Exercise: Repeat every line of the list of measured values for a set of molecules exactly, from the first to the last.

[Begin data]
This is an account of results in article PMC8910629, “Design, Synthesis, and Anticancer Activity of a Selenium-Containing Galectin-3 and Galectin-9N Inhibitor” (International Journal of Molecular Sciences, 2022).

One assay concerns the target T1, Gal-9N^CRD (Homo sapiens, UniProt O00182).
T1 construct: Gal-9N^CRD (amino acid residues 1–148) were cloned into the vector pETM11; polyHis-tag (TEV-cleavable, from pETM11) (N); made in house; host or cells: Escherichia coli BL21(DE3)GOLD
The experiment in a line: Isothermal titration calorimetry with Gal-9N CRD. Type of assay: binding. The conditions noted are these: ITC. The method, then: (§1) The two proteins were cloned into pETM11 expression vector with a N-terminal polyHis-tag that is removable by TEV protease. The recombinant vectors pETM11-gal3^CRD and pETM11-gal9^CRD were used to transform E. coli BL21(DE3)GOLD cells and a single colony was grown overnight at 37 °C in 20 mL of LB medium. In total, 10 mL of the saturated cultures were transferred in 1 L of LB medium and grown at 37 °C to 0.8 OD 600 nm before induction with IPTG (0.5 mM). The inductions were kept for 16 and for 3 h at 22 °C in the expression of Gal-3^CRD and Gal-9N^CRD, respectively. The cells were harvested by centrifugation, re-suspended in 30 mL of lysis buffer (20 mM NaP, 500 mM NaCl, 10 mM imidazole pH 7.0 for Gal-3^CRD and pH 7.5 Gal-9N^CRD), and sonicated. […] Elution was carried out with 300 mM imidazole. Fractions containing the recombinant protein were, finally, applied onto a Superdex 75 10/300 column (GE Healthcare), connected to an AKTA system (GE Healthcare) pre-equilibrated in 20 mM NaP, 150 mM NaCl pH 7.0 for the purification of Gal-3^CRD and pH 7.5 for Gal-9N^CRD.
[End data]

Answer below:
This is an account of results in article PMC8910629, “Design, Synthesis, and Anticancer Activity of a Selenium-Containing Galectin-3 and Galectin-9N Inhibitor” (International Journal of Molecular Sciences, 2022).

One assay concerns the target T1, Gal-9N^CRD (Homo sapiens, UniProt O00182).
T1 construct: Gal-9N^CRD (amino acid residues 1–148) were cloned into the vector pETM11; polyHis-tag (TEV-cleavable, from pETM11) (N); made in house; host or cells: Escherichia coli BL21(DE3)GOLD
The experiment in a line: Isothermal titration calorimetry with Gal-9N CRD. Type of assay: binding. The conditions noted are these: ITC. The method, then: (§1) The two proteins were cloned into pETM11 expression vector with a N-terminal polyHis-tag that is removable by TEV protease. The recombinant vectors pETM11-gal3^CRD and pETM11-gal9^CRD were used to transform E. coli BL21(DE3)GOLD cells and a single colony was grown overnight at 37 °C in 20 mL of LB medium. In total, 10 mL of the saturated cultures were transferred in 1 L of LB medium and grown at 37 °C to 0.8 OD 600 nm before induction with IPTG (0.5 mM). The inductions were kept for 16 and for 3 h at 22 °C in the expression of Gal-3^CRD and Gal-9N^CRD, respectively. The cells were harvested by centrifugation, re-suspended in 30 mL of lysis buffer (20 mM NaP, 500 mM NaCl, 10 mM imidazole pH 7.0 for Gal-3^CRD and pH 7.5 Gal-9N^CRD), and sonicated. […] Elution was carried out with 300 mM imidazole. Fractions containing the recombinant protein were, finally, applied onto a Superdex 75 10/300 column (GE Healthcare), connected to an AKTA system (GE Healthcare) pre-equilibrated in 20 mM NaP, 150 mM NaCl pH 7.0 for the purification of Gal-3^CRD and pH 7.5 for Gal-9N^CRD.